"We've bonded really really well," says Corporal Matt Smith with the Jasper County Sheriff's Office. "That bond between a dog handler and their K-9 partner, once set, makes a really great team," Smith added.
He and his partner Lisa have been attending these workshops for the past three years. Tom Crossley, is the Director of the workshop, and is in charge of making sure that by the end of this week long session, all dogs and handlers meet certification.
"We're working on explosives detection, we're working on narcotics detection and we are also working on suspect apprehension," said Crossley. "Also, we will work on tracking and evidence recovery," he explained.
Tom says training like this will not only help foster a strong bond between a dog handler and their K-9, but is also required by law.
"If one of these handlers gets called into court and they are questioning the dogs ability to alert on a car stop, one of the first things that they are going to subpoena is your training record," Crossley explains.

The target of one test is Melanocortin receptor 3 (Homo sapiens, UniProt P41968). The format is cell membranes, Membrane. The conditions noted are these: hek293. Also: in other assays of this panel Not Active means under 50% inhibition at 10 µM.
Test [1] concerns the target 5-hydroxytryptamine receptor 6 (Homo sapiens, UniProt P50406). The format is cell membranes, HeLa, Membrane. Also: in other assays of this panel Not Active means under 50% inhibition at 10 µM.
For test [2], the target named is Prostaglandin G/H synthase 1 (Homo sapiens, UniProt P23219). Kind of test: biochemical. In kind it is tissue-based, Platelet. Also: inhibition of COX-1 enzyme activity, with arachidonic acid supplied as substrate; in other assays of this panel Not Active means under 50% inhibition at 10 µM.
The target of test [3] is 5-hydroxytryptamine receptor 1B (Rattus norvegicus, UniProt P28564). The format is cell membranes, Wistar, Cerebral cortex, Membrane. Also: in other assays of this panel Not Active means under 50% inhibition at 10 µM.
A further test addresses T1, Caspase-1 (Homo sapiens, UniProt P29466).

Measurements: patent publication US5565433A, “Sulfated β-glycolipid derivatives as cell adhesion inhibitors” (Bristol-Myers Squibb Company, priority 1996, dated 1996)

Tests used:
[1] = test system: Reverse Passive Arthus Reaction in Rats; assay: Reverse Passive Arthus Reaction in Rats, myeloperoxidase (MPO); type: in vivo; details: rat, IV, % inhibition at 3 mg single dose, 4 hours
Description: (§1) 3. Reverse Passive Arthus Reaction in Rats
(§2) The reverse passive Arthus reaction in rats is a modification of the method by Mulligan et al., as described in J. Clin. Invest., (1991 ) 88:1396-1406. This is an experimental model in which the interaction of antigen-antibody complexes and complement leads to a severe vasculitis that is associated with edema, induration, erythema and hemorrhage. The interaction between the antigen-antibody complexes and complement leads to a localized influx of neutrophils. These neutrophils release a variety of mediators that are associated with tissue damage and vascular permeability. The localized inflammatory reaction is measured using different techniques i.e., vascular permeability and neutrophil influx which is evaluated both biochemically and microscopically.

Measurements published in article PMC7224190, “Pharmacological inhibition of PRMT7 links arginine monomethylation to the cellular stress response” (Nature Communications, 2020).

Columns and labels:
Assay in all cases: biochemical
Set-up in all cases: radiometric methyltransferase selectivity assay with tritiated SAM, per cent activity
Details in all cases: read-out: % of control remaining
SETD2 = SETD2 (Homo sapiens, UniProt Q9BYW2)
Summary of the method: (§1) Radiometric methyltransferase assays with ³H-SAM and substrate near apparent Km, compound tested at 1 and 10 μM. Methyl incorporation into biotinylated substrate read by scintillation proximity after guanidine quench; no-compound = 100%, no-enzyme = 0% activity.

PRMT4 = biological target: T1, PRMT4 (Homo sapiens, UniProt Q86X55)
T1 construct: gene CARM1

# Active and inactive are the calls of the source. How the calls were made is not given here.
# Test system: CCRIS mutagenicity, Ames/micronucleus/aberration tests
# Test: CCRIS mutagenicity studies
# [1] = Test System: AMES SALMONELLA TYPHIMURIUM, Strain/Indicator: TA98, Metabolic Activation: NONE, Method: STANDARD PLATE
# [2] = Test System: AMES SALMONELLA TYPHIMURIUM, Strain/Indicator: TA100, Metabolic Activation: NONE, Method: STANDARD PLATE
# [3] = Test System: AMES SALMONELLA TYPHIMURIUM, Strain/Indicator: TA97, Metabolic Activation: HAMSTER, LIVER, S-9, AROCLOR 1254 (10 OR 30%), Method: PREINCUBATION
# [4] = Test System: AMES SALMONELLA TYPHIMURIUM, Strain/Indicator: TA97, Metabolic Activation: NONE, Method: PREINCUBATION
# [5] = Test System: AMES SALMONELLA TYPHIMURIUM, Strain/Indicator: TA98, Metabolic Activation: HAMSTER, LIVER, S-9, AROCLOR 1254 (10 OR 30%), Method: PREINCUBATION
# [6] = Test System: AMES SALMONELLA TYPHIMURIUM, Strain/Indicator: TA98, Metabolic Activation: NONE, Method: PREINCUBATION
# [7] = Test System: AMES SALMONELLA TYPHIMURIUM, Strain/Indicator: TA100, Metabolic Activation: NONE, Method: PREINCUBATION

In addition to the legal requirement training like this can also be reassuring residents.
"The biggest thing for the community is the fact that when we deploy our dog [to help out in a situation] whatever the task is at hand, our dogs are going to perform at their peak," says Corporal Smith.
In addition to local sheriff's departments K-9 teams from Kansas, Illinois, and Tennessee were also in attendance at this workshop.